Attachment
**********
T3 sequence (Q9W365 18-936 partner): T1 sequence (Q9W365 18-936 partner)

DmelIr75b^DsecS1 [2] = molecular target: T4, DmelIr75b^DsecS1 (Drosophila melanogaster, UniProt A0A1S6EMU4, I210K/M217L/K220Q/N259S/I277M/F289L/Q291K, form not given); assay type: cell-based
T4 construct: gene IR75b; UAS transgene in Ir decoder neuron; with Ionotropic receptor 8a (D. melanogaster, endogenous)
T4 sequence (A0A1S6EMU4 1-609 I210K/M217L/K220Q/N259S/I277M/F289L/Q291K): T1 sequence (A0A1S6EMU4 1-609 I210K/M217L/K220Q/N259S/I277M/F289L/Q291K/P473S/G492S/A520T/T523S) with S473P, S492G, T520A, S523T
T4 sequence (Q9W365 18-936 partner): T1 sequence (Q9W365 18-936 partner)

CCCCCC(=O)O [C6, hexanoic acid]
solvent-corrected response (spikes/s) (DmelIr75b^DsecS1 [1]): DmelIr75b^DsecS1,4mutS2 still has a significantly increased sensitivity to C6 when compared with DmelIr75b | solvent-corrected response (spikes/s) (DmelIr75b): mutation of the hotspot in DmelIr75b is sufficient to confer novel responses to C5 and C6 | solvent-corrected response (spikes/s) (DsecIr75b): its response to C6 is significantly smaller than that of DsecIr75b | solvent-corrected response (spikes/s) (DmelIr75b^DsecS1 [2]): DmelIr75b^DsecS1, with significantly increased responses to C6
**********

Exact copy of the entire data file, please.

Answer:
T3 sequence (Q9W365 18-936 partner): T1 sequence (Q9W365 18-936 partner)

DmelIr75b^DsecS1 [2] = molecular target: T4, DmelIr75b^DsecS1 (Drosophila melanogaster, UniProt A0A1S6EMU4, I210K/M217L/K220Q/N259S/I277M/F289L/Q291K, form not given); assay type: cell-based
T4 construct: gene IR75b; UAS transgene in Ir decoder neuron; with Ionotropic receptor 8a (D. melanogaster, endogenous)
T4 sequence (A0A1S6EMU4 1-609 I210K/M217L/K220Q/N259S/I277M/F289L/Q291K): T1 sequence (A0A1S6EMU4 1-609 I210K/M217L/K220Q/N259S/I277M/F289L/Q291K/P473S/G492S/A520T/T523S) with S473P, S492G, T520A, S523T
T4 sequence (Q9W365 18-936 partner): T1 sequence (Q9W365 18-936 partner)

CCCCCC(=O)O [C6, hexanoic acid]
solvent-corrected response (spikes/s) (DmelIr75b^DsecS1 [1]): DmelIr75b^DsecS1,4mutS2 still has a significantly increased sensitivity to C6 when compared with DmelIr75b | solvent-corrected response (spikes/s) (DmelIr75b): mutation of the hotspot in DmelIr75b is sufficient to confer novel responses to C5 and C6 | solvent-corrected response (spikes/s) (DsecIr75b): its response to C6 is significantly smaller than that of DsecIr75b | solvent-corrected response (spikes/s) (DmelIr75b^DsecS1 [2]): DmelIr75b^DsecS1, with significantly increased responses to C6